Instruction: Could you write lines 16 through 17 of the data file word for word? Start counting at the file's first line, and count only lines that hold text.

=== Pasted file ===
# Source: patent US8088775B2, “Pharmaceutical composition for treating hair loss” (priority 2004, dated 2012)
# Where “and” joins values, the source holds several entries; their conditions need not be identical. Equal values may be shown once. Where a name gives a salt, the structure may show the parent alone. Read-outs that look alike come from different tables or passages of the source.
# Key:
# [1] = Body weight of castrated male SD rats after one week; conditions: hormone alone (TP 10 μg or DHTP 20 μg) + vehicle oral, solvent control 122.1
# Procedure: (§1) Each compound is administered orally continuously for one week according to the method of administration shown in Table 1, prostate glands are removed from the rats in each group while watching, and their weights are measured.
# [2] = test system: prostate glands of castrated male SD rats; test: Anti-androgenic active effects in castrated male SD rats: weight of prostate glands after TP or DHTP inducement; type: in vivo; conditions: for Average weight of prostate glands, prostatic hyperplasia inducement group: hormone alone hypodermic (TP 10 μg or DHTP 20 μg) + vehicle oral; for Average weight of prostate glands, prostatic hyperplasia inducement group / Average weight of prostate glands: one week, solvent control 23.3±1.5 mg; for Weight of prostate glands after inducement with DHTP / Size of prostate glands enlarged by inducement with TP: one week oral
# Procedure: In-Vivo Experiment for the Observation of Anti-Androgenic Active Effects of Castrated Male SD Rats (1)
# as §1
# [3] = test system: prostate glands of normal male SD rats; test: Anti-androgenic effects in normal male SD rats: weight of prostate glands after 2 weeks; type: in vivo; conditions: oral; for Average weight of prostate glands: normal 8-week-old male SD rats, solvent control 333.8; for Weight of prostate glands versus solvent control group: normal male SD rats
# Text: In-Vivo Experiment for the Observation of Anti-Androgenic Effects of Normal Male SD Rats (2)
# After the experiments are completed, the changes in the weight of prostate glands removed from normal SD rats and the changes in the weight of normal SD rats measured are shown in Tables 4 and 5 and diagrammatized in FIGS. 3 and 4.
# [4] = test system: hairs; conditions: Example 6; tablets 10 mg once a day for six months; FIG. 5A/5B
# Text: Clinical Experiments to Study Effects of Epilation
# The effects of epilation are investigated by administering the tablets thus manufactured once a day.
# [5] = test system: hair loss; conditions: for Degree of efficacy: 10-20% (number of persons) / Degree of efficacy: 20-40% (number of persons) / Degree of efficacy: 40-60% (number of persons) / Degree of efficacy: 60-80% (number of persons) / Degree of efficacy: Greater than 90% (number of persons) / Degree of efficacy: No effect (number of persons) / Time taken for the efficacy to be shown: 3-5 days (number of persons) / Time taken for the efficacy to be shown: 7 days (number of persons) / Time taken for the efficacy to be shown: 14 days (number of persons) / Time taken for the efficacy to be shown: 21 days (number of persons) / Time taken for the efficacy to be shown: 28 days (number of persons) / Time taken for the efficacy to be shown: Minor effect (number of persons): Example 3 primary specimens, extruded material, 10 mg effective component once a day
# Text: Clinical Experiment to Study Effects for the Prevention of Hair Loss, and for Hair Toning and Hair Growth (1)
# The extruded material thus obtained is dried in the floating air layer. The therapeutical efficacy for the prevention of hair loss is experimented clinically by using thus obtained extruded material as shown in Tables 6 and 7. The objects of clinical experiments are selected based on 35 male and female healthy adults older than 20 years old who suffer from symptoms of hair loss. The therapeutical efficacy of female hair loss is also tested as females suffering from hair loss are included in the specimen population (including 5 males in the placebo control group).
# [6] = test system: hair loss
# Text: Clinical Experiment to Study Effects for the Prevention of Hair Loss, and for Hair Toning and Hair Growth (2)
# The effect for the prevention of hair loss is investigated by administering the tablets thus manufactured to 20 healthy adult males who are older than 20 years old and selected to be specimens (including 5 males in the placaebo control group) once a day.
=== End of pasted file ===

# Text: Clinical Experiment to Study Effects for the Prevention of Hair Loss, and for Hair Toning and Hair Growth (1)
# The extruded material thus obtained is dried in the floating air layer. The therapeutical efficacy for the prevention of hair loss is experimented clinically by using thus obtained extruded material as shown in Tables 6 and 7. The objects of clinical experiments are selected based on 35 male and female healthy adults older than 20 years old who suffer from symptoms of hair loss. The therapeutical efficacy of female hair loss is also tested as females suffering from hair loss are included in the specimen population (including 5 males in the placebo control group).